Prosperity Watch Issue 36, No. 2: North Carolina's children of color face significant barriers to climbing socioeconomic ladder

Hard work and skill just are not enough to achieve success and climb the socioeconomic ladder for too many Americans in today’s economy. All too often, parents’ financial standing, educational attainment, and especially race play decisive roles in helping some of our citizens climb that ladder, while others remain mired at the bottom. In fact, most children of color fare poorer on average than their counterparts on key milestones from birth to early adulthood, according to a new report by the Annie E. Casey Foundation. And unfortunately, too many Tarheel children are in the same boat—children who are African American, American Indian, and Hispanic are far less well positioned for success than white and Asian children, according to the report, suggesting that hard work is no guarantee that everyone has an equal shot at getting head.

The report examined 12 indicators that broadly measure a child’s positioning for success, and these indicators fall within four distinct areas: early childhood, education and early work, family supports, and neighborhood context. Authors of the report created a Race for Results Index for each of the 50 states and nation, with the index ranging from a scale of 1 (worst) to 1,000 (best) standardized scores. As illustrated in the chart below, there is a considerable racial opportunity gap in the Old North State. Asian and Pacific Islander children have the highest index score (746). At the opposite end of the index sits African-American children who have the worst score (346) of all racial groups.

Building on top of a strong body of research, the Annie E Casey report indicates that racial disparities are reducing equality of opportunity. Racial disparities are present at the time of birth but grow deeper during ages 3 to 5 years—the period of life that “lays the foundation for later learning and success”—and considerably larger by time children enter the 4th grade.  Among North Carolinians, some of the starkest racial disparities in the data appear in early adulthood.  The percent of young adults ages 25 to 29 who have an associate’s degree or higher ranges from 64.9 percent among Asians and Pacific Islanders to a low of 11.2 percent among Hispanics and Latinos. Evidence of the accumulative effect of years of disadvantage is clear in the data. Removing the barriers that are blocking pathways to the middle class and success for children of color is an economic priority.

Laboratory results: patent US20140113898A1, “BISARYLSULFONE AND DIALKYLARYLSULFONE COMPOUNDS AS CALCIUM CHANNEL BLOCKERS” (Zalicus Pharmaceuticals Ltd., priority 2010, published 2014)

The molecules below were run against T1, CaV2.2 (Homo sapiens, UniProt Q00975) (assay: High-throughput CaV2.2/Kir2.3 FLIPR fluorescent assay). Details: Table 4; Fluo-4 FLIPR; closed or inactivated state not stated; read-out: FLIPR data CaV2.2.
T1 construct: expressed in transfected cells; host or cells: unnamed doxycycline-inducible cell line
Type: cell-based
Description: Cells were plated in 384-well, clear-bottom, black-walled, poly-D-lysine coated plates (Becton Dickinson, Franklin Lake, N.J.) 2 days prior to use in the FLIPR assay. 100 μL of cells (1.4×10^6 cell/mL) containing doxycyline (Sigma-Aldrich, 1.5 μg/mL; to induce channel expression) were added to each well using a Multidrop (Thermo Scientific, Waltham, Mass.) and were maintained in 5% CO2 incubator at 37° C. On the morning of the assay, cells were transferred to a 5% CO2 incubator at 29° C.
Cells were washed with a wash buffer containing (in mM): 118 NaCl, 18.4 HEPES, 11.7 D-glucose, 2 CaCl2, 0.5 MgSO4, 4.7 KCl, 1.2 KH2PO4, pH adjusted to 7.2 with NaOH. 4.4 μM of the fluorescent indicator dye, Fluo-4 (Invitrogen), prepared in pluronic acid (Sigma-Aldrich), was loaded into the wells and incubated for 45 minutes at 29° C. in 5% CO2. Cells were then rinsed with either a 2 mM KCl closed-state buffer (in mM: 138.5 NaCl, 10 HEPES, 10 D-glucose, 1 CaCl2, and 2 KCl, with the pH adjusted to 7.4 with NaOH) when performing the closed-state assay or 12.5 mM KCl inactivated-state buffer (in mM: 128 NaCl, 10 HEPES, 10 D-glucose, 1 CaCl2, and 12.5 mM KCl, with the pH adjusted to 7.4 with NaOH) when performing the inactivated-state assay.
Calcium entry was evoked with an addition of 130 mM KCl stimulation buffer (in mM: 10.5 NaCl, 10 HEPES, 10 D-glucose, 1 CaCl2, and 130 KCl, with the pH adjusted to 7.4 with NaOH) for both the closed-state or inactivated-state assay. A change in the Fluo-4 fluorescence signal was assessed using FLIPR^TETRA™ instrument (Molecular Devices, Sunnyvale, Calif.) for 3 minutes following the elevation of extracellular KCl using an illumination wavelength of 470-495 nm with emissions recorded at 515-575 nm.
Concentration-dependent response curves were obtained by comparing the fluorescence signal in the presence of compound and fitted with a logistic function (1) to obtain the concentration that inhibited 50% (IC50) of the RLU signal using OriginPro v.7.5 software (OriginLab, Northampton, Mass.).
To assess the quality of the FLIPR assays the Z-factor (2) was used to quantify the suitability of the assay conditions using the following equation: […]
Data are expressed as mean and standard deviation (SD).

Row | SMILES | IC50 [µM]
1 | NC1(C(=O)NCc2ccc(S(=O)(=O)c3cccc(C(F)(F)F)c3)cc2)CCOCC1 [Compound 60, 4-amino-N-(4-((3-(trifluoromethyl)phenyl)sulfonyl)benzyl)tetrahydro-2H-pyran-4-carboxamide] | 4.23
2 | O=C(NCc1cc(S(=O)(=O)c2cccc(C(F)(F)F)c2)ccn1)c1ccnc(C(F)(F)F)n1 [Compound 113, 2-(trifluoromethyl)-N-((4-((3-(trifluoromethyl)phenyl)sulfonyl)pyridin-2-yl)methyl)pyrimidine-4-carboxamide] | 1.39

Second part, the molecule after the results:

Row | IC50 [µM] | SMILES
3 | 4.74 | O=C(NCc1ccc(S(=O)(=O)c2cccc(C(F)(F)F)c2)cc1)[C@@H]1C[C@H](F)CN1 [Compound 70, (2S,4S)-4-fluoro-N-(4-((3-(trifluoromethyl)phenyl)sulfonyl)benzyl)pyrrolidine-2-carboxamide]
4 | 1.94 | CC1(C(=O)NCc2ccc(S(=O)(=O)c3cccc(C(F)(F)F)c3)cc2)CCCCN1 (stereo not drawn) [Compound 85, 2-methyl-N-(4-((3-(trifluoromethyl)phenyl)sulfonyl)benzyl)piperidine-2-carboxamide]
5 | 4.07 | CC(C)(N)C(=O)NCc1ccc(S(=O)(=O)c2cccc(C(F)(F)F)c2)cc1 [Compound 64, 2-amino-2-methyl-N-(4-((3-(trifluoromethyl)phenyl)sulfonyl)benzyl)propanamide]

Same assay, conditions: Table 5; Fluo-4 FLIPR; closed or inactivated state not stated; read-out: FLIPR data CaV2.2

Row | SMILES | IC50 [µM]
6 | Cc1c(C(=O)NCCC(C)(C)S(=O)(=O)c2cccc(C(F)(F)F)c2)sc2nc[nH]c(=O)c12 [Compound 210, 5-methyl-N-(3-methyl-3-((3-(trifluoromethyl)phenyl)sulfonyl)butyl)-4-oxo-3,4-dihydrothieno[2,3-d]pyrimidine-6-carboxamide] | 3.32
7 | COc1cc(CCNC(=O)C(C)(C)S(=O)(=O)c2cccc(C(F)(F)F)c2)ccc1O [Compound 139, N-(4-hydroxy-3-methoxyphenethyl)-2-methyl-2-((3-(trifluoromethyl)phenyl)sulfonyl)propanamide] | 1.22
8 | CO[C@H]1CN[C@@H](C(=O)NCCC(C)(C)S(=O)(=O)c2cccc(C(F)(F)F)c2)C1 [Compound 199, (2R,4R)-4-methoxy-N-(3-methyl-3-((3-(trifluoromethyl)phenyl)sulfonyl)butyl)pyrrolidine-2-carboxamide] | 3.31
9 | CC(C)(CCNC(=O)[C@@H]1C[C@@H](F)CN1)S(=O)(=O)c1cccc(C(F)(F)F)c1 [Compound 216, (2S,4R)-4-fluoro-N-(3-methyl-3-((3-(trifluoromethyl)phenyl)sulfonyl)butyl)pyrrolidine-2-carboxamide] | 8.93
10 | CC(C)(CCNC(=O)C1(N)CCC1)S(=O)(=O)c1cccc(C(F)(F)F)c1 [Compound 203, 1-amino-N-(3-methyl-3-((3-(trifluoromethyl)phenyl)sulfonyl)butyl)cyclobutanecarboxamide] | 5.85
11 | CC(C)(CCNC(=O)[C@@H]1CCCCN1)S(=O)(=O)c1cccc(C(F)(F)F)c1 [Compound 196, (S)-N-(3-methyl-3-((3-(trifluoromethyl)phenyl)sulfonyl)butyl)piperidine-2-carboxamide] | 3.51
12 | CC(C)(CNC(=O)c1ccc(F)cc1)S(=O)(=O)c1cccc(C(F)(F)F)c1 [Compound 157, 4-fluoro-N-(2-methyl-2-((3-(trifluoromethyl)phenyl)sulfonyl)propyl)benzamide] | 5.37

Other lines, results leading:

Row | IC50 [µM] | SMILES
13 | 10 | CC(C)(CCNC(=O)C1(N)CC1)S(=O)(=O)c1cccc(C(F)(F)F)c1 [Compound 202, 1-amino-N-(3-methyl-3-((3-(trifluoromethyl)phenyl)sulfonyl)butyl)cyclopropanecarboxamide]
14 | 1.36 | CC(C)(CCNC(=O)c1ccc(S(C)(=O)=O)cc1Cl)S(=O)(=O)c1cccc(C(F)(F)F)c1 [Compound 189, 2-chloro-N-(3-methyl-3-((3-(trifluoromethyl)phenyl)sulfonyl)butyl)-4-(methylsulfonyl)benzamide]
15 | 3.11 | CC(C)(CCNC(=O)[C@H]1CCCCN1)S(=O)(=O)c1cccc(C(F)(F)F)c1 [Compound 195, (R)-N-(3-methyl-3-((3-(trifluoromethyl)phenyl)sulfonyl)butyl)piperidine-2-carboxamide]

With hard work, every child should have an equal shot at the American Dream regardless of their parents’ financial standing, their neighborhood, or other circumstances outside of their control. As we quickly shift towards a majority people of color state, North Carolina’s ability to compete for jobs and build broadly shared prosperity depends on fulfilling this very basic American tenet. Our state’s policymakers should be concerned that this tenet is not becoming reality for too many of North Carolina’s children.

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